NASA’s Gerstenmaier and AIAA’s Sandra Magnus at recent hearing.
Credit: Inside Outer Space/Screen Grab

A House Space Subcommittee hearing was held November 9, dedicated to examining the development of the Space Launch System (SLS), Orion Crew Vehicle and the associated ground systems.

The hearing, titled “An Update on NASA Exploration Systems Development,” heard from William Gerstenmaier, Associate Administrator, Human Exploration and Operations Directorate, NASA and Sandra Magnus, the outgoing Executive Director of the American Institute of Aeronautics and Astronautics (AIAA).

Delay and disappointment

A key upshot of the hearing is that NASA is sliding the first SLS launch to no earlier than December 2019 – a delay of at least one year for Exploration Mission-1 (EM-1), the first flight of SLS with an uncrewed Orion. Delays with the delivery of the European Service Module could push this into 2020.

NASA’s Space Launch System.
Credit: NASA

In his opening statement, Full Committee Chairman Lamar Smith (R-Texas) said, in part:

“After all these years, after billions of dollars spent, we are facing more delays and cost overruns,” Smith said. “Recent hurricanes and tornadoes have damaged some facilities and slowed localized progress but many of the problems are self-inflicted.”

Smith said it is very disappointing to hear about delays caused by poor execution when the U.S. taxpayer has invested so much in these programs.

“Congress needs to have confidence in NASA and the Exploration Systems contractors,” Smith concluded, “which I don’t believe we have now. That confidence is ebbing. If it slips much further, NASA and the contractors will have a hard time regaining their credibility.”

Smith’s full opening statement can be found here at:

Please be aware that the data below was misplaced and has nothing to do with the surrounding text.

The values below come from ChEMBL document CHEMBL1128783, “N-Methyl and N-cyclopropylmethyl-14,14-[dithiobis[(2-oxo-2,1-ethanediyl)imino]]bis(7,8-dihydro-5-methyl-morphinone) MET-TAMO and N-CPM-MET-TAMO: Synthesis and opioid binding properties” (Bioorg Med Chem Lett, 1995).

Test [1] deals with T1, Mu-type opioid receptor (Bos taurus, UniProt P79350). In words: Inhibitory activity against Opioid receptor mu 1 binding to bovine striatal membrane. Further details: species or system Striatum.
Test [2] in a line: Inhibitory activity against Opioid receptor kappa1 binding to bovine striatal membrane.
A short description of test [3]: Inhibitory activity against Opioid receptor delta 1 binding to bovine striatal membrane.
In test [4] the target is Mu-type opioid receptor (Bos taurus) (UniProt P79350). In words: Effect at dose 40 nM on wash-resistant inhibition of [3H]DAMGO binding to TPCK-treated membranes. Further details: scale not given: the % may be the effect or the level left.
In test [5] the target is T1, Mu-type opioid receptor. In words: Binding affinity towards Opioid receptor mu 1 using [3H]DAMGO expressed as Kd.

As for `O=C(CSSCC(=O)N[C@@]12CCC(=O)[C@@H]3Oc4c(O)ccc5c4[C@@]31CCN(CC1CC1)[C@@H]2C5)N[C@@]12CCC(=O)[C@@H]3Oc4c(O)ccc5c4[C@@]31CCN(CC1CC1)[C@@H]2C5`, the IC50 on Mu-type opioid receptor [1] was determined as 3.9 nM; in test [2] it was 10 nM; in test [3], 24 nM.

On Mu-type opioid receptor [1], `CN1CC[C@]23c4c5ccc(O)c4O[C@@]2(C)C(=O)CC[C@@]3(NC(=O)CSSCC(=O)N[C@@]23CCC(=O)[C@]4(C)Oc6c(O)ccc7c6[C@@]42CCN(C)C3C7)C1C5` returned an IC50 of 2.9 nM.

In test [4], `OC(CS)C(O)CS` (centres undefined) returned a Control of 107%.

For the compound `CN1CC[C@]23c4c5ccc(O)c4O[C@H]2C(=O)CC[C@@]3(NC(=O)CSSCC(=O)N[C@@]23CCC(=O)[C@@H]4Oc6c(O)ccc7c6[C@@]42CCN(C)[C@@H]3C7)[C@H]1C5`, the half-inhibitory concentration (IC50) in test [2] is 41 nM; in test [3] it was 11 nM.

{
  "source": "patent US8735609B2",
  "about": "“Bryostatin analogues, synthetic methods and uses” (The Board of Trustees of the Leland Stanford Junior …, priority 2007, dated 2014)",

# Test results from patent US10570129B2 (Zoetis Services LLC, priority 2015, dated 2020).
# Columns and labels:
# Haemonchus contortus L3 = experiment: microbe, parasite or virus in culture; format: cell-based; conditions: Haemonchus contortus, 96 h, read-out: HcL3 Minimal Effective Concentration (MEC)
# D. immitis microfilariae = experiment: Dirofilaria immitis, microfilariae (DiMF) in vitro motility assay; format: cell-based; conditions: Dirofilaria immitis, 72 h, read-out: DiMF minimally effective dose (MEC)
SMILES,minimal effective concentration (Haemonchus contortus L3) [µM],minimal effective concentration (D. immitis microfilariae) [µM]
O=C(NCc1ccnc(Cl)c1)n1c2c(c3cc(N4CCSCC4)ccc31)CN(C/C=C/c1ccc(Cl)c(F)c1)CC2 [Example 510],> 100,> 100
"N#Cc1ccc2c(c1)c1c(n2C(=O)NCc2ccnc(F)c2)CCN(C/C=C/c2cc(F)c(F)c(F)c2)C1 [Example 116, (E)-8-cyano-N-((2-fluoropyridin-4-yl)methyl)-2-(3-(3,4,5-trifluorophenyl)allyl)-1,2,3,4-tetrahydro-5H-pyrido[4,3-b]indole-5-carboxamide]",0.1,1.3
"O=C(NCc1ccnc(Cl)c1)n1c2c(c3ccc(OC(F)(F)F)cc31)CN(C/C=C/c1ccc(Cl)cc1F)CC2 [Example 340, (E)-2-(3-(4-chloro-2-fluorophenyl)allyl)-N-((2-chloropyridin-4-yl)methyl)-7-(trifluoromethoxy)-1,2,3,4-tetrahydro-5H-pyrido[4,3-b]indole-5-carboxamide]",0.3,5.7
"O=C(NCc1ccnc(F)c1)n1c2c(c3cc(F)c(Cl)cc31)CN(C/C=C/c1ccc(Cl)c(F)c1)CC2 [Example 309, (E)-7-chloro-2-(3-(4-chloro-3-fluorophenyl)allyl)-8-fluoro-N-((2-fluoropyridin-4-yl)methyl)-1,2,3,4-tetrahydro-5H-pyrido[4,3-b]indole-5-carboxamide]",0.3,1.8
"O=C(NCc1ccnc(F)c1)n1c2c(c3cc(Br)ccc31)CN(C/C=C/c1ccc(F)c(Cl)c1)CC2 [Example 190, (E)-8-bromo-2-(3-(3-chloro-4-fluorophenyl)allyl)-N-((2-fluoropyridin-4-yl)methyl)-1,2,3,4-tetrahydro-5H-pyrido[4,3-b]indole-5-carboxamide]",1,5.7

Artist rendering of Lockheed Martin-built Orion spacecraft in deep space.
Credit: Lockheed Martin

Not out of woods yet

In an opening statement from Subcommittee Chairman, Brian Babin (R-Texas), he commented: “We aren’t out of the woods yet on this program, but we can see the edge of the forest. Significant progress has been made. We are bending metal, writing software code and integrating hardware. Given a program of this magnitude, this is no small feat — particularly given the challenges the program faced under the last administration.”

Babin’s full statement can be found here at:


The written testimony of NASA’s William Gerstenmaier is available at:

AIAA’s Sandra Magnus is available at:

Hearing video

To video view the entire hearing, go to:

Inspector General report

Also, take note of “NASA’s 2017 Top Management and Performance Challenges.”

The NASA Office of Inspector General (OIG) released its annual report identifying what it views as the top management and performance challenges facing the space agency.

OIG report available at:

An OIG video is can be viewed at:



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